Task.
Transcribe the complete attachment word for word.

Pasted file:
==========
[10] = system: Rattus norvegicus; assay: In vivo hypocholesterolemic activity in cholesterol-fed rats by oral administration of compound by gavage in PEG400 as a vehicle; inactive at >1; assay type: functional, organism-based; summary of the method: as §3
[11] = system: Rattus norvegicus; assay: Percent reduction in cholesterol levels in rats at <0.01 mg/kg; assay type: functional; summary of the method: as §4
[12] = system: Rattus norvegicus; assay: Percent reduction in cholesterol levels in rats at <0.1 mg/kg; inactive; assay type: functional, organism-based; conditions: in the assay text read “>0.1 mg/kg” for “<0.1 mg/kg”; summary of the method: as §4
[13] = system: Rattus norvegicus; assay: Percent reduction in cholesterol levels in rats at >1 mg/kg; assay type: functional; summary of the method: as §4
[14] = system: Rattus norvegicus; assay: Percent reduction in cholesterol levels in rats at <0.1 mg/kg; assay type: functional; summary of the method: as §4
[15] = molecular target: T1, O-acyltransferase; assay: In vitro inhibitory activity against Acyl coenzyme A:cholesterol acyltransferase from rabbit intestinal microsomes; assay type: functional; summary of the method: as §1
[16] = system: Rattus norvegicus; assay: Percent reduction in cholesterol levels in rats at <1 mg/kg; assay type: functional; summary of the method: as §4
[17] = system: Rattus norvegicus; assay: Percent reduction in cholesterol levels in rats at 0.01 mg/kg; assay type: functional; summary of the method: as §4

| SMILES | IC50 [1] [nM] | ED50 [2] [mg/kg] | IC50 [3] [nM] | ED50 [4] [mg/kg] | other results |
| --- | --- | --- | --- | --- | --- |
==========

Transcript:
[10] = system: Rattus norvegicus; assay: In vivo hypocholesterolemic activity in cholesterol-fed rats by oral administration of compound by gavage in PEG400 as a vehicle; inactive at >1; assay type: functional, organism-based; summary of the method: as §3
[11] = system: Rattus norvegicus; assay: Percent reduction in cholesterol levels in rats at <0.01 mg/kg; assay type: functional; summary of the method: as §4
[12] = system: Rattus norvegicus; assay: Percent reduction in cholesterol levels in rats at <0.1 mg/kg; inactive; assay type: functional, organism-based; conditions: in the assay text read “>0.1 mg/kg” for “<0.1 mg/kg”; summary of the method: as §4
[13] = system: Rattus norvegicus; assay: Percent reduction in cholesterol levels in rats at >1 mg/kg; assay type: functional; summary of the method: as §4
[14] = system: Rattus norvegicus; assay: Percent reduction in cholesterol levels in rats at <0.1 mg/kg; assay type: functional; summary of the method: as §4
[15] = molecular target: T1, O-acyltransferase; assay: In vitro inhibitory activity against Acyl coenzyme A:cholesterol acyltransferase from rabbit intestinal microsomes; assay type: functional; summary of the method: as §1
[16] = system: Rattus norvegicus; assay: Percent reduction in cholesterol levels in rats at <1 mg/kg; assay type: functional; summary of the method: as §4
[17] = system: Rattus norvegicus; assay: Percent reduction in cholesterol levels in rats at 0.01 mg/kg; assay type: functional; summary of the method: as §4

| SMILES | IC50 [1] [nM] | ED50 [2] [mg/kg] | IC50 [3] [nM] | ED50 [4] [mg/kg] | other results |
| --- | --- | --- | --- | --- | --- |